As piiperi comments, scales are reference points. In music, a scale helps you know which notes to play in a certain key. However, melodies (or chords, harmonies, etc.) are not limited to using notes in the key. Songwriters will often "borrow" pitches from another key to expand the feel of the song. These are broadly referred to as "accidentals."

These are especially common in minor keys, for which there are three basic scales.

Perhaps you have only learned major and natural minor scales. I would assume so as you seem unfamiliar with pitches out of three note scales. Here are examples in A minor.

Natural Minor: A-B-C-D-E-F-G-A

Harmonic Minor: A-B-C-D-E-F-G#-A

Melodic Minor*: A-B-C-D-E-F#ˆ(Fˇ)-G#ˆ(Gˇ)-A

As you may notice, these scales do not all contain the same notes, despite being the same key. In fact, some notes are out of key. Songs will use these accidentals and many others regularly. It is also important to remember that one song is not limited to using one scale or key. Many modulations may occur.

Since you mentioned trying to dictate for guitar, I will also point out that rock and metal have a particular fondness for breaking outside of conventional scales, as with Jazz.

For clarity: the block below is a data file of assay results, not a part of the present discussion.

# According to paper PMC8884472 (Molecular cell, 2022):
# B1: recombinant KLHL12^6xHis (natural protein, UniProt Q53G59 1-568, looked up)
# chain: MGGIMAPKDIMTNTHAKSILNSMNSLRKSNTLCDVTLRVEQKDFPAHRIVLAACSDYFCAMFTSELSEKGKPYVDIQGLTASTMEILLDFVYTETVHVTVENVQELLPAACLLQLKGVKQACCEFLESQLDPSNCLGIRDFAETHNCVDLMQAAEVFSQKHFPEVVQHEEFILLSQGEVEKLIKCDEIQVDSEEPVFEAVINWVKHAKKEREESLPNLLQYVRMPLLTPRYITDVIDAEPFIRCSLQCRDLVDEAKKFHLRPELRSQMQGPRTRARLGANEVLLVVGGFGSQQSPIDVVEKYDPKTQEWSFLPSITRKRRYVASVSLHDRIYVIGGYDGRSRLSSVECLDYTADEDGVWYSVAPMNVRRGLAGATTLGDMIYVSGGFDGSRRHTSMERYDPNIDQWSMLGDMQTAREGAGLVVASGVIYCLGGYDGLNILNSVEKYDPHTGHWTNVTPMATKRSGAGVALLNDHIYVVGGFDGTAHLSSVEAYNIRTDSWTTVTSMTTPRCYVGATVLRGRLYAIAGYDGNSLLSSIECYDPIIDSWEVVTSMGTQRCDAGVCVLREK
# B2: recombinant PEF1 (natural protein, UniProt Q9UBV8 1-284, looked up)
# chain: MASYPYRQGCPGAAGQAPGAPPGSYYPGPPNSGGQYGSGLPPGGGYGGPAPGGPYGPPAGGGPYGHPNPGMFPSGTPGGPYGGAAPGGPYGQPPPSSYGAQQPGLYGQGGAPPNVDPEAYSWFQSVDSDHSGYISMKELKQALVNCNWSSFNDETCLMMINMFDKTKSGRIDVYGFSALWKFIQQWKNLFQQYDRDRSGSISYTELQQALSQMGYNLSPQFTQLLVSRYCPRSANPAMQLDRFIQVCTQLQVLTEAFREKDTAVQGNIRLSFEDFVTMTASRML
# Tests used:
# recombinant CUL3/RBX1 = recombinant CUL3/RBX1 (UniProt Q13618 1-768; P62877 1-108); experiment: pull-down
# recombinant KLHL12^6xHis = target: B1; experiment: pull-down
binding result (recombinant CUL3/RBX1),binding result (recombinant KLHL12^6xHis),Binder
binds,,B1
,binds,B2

As for training your ears, I'd look less into trying to transcribe set songs and more into practicing hearing intervals. That very well can work, but I've found practicing specific techniques is more effective. Ear training is a difficult task. In universities, multiple levels of courses are devoted to "Aural Skills." Sites such as this one give excercises for Ear Training.

If you want to just learn by picking out the melody on your instrument, I'd suggest doing so with pop songs, lullabies, and Christian worship music if you're new to this skill. These may not be your preferred genres, but they have simpler melodies to better learn before progressing toward more complex genres.

*The melodic minor changes notes depending on whether you are ascending or descending the scale.

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I assume that when you say the melody didn't fit any scale, you meant the diatonic major and minor scales. It probably did fit into the chromatic scale of all 12 semitones - though not even that is an iron rule, especially outside of the western tradition. (But then you'd have trouble playing it on a guitar.)